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A Controversy-Oriented Approach to the Theory of Knowledge
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Nicholas Rescher - Author
Price: $20.50 
Hardcover - 128 pages
Release Date: June 1977
ISBN10: 0-87395-372-X
ISBN13: 978-0-87395-372-6

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This book explores a disputational approach to inquiry. Such a focus on disputation is useful because it exhibits epistemological process at work in a setting of socially conditioned interactions. This socially oriented perspective reflects the anti-Cartesian animus of the dialectical approach to epistemology. It strives to avert the baneful influence of the egocentric orientation of recent approaches in the theory of knowledge.

The traditional and orthodox emphasis on the epistemological questions How can I convince myself? and How can I be certain? invites us to forget the fundamentally social nature of the ground rules of probative reasoning--their rooting in the issue of how we can go about convincing one another. The dialectic of disputation and controversy provides a useful antidote to such cognitive egocentrism by affording a point of departure in epistemology which blocks any temptation to forget the crucial fact that the buildup of knowledge is a communal enterprise subject to communal standards.

Nicholas Rescher is University Professor of Philosophy at the University of Pittsburgh. He is the author of The Coherence Theory of Truth, Methodological Pragmatism, Conceptual Idealism, and other publications.

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Table of Contents



One. The disputational background of dialectic: the structure of formal disputation

1. Formal Disputation

2. The Structure of a Disputation

3. The Formal Analysis of Dialectical Moves and Countermoves in Disputation

4. Probative Asymmetries

5. The Microstructure of the Dialectic of Disputation

6. The Determination (Adjudication) of a Disputation

Two. Some dialectical tools: burden of proof, presumption, and plausibility

1. The Legal Origins of the Idea of Burden of Proof

2. Presumption and the Concept of a Provisionally Adequate Case

3. Presumption and Burden of Proof

4. The Locus of Presumption

5. Plausibility and Presumption

6. More on Presumptions

7. The Need for a Termination Process in Rational Controversy

Three. Unilateral dialectics: a disputational model of inquiry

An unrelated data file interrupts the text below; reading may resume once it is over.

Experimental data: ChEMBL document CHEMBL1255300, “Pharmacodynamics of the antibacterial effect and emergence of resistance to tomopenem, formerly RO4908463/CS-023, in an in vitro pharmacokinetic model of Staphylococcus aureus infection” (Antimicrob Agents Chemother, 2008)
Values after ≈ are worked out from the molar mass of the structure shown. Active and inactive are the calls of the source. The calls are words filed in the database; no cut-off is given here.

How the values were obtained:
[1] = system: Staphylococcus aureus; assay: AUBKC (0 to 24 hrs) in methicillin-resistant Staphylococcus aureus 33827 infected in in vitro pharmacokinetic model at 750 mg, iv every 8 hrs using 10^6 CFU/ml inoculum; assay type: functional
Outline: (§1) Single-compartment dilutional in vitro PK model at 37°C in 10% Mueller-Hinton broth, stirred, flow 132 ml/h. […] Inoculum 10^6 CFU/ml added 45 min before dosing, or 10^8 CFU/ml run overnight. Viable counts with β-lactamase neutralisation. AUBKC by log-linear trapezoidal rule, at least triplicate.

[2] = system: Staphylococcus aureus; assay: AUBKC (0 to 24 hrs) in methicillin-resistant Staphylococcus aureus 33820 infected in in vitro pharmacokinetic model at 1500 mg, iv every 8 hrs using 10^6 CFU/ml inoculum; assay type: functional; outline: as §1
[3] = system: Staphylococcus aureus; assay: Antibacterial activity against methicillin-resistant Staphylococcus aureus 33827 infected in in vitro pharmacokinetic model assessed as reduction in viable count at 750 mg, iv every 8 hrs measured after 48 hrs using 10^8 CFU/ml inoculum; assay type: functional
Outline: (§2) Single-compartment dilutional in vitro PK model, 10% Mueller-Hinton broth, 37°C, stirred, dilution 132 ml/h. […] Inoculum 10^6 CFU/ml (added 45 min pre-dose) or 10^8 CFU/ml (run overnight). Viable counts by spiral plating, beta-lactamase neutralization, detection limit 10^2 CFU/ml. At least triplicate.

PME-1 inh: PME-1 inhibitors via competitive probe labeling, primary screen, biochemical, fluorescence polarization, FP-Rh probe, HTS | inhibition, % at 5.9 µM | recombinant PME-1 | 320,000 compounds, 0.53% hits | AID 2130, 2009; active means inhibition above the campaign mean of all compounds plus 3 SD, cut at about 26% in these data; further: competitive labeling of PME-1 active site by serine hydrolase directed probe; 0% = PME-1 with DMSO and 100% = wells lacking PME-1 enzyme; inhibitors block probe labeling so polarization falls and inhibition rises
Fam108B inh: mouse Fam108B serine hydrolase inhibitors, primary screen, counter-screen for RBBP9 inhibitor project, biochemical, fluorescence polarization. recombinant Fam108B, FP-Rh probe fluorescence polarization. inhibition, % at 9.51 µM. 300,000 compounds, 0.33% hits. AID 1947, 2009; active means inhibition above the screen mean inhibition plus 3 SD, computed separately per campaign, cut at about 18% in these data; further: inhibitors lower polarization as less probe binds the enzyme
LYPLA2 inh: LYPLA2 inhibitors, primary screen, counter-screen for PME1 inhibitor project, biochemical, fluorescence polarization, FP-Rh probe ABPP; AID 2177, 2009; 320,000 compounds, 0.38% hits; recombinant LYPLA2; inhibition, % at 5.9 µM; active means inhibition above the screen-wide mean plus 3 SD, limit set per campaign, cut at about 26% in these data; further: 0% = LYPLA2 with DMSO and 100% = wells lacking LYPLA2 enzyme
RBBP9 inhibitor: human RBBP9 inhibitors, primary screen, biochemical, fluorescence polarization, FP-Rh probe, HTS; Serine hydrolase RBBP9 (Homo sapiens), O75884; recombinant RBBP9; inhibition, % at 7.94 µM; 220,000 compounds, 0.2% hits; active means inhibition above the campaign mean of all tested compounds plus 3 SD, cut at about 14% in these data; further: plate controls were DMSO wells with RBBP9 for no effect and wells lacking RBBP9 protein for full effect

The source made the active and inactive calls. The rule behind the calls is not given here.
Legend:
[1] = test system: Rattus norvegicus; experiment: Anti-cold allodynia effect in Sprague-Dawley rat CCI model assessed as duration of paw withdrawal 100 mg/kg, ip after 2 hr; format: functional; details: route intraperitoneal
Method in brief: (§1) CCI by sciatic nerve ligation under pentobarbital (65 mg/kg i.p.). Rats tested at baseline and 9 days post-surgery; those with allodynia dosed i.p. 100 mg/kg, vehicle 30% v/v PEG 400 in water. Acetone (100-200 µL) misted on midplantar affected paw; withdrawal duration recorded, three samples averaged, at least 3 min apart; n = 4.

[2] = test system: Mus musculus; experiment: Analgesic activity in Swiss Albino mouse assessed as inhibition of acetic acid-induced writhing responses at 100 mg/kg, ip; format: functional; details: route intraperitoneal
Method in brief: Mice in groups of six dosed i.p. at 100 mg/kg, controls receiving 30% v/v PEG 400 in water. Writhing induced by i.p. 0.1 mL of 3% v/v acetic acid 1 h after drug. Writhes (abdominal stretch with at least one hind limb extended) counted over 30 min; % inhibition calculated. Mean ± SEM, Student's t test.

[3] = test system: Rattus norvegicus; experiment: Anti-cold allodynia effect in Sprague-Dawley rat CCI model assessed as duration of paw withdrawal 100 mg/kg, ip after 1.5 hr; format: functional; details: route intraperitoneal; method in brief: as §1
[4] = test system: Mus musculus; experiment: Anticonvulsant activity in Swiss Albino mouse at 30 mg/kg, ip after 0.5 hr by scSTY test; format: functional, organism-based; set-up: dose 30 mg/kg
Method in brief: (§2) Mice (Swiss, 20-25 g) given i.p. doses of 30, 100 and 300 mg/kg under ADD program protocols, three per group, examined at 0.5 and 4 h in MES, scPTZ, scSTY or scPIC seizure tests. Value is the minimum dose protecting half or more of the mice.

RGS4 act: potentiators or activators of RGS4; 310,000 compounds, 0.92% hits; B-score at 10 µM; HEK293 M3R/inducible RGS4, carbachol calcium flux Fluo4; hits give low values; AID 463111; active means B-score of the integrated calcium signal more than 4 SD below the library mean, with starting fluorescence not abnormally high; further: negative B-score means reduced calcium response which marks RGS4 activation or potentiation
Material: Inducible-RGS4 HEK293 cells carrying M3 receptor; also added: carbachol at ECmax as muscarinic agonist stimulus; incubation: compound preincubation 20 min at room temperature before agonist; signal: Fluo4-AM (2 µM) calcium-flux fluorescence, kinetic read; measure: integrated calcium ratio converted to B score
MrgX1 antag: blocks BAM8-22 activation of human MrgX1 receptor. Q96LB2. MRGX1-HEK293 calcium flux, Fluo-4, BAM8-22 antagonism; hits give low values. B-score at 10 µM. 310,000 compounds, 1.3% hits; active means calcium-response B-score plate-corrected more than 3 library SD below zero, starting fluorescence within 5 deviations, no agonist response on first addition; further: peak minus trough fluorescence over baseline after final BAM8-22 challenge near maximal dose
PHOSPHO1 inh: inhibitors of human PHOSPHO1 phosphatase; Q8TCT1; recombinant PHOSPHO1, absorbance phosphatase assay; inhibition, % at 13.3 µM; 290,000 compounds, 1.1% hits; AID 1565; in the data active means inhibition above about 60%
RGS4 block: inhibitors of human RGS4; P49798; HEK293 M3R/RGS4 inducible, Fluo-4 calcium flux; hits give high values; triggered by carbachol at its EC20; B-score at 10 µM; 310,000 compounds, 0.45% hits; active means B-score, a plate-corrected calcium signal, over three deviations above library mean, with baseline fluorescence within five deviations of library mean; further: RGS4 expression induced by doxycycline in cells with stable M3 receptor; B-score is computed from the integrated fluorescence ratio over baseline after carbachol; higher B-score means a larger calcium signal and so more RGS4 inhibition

1. The Shift from Disputation to a Cognitive Methodology of Inquiry

2. The Platonic Aspect of Dialectic

3. Dialectic as Evidential Cost-Benefit Analysis

4. A Digression on Written Exposition

5. The Isomorphism of the Disputational and Probative Versions of Dialectic

6. The Issue of Evaluation and Assessment

7. The Probative Isomorphism of Controversy and Inquiry

Four. Facets of "dialectical logic"

1. Introduction

2. The Tolerance of Selfcontradiction: Abandoning the Law of Contradiction

3. Curtailing the Consequences of Inconsistency: Abandoning "Ex falso quodlibet "

4. Potential Indeterminacy: Abandoning the Law of Excluded Middle

5. Constructive Negation: Abandoning the Law of Double Negation

6. Conclusion

Appendix 1: Recent Ventures in Inconsistency-Tolerant Logics

Appendix 2: Dialogue as an Instrument of Logical Exposition

Five. What justifies the dialectical rationale of probative rationality?

1. Acceptance and Probative Standards

2. Probative Mechanisms as Requisites of Rationality

3. Is Rationality a Matter of Ethics?

Six. A dialectically based critique of scepticism

1. Cognitive Scepticism

2. Scepticism and Rationality

3. The Role of Certainty

4. Scepticism and the Rules of Language

5. Scepticism and Praxis

6. Scepticism and the Methodological Turn

7. The Pragmatic Basis of Cognition

Seven. Evolutionary epistemology and the burden of proof

1. The Pragmatic-Evolutionary Justification of the Standards of Dialectical Rationality

2. Hume's Problem

3. Shifting the Burden of Proof Against the Sceptic

Eight. The disputational model of scientific inquiry

1. The Disputational Approach

2. Presumptions in Science

3. The Probative Significance of the History of Science

4. Confirmationism vs. Falsificationism

5. The Communal Aspect

Name Index

Subject Index

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